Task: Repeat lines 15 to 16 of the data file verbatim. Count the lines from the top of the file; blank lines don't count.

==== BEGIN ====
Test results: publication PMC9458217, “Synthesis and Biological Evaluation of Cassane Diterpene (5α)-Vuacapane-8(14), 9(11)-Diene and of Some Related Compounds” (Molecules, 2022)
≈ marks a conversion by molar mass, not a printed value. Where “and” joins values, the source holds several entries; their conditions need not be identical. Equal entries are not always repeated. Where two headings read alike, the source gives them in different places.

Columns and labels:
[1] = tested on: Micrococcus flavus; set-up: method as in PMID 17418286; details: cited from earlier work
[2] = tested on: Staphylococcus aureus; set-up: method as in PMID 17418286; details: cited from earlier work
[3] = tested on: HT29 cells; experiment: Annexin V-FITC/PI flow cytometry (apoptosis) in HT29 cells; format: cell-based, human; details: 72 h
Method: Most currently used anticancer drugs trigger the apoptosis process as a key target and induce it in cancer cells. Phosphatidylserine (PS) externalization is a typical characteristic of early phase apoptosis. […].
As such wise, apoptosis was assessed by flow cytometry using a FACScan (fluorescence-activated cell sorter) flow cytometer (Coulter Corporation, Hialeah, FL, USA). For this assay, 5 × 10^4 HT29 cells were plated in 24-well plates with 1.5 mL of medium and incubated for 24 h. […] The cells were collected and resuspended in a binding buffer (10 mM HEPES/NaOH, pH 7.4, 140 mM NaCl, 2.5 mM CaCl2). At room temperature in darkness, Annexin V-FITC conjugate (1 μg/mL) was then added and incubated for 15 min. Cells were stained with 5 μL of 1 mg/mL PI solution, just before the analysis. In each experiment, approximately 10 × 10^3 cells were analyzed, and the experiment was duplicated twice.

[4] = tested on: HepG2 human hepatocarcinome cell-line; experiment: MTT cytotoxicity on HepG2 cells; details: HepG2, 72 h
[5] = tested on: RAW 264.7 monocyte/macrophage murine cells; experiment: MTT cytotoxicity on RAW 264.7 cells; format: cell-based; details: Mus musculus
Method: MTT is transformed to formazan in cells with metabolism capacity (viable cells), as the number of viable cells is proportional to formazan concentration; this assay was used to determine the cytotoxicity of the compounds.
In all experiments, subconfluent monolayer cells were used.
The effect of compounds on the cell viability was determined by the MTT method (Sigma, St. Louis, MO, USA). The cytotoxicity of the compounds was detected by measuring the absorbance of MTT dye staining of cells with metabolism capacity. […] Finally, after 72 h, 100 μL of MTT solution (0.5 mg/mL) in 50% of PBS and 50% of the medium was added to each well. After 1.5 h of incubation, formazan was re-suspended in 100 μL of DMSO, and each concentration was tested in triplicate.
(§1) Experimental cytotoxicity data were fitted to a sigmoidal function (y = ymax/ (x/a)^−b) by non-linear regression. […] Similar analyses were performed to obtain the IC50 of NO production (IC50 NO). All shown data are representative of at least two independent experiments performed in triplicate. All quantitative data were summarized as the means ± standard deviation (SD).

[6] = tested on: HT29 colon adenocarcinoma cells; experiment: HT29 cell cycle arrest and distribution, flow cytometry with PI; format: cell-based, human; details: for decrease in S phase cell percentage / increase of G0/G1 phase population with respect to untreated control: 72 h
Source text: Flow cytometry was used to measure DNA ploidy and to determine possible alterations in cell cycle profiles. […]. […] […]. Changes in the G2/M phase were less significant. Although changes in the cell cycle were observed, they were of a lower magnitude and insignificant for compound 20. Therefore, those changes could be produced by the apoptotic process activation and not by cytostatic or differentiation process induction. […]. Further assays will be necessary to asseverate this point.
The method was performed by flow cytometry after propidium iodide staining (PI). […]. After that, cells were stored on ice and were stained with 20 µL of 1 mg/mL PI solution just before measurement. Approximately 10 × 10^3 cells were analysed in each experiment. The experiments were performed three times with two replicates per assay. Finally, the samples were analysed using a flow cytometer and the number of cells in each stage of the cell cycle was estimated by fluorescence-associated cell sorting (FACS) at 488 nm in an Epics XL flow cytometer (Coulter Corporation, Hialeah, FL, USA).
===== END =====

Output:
[6] = tested on: HT29 colon adenocarcinoma cells; experiment: HT29 cell cycle arrest and distribution, flow cytometry with PI; format: cell-based, human; details: for decrease in S phase cell percentage / increase of G0/G1 phase population with respect to untreated control: 72 h
Source text: Flow cytometry was used to measure DNA ploidy and to determine possible alterations in cell cycle profiles. […]. […] […]. Changes in the G2/M phase were less significant. Although changes in the cell cycle were observed, they were of a lower magnitude and insignificant for compound 20. Therefore, those changes could be produced by the apoptotic process activation and not by cytostatic or differentiation process induction. […]. Further assays will be necessary to asseverate this point.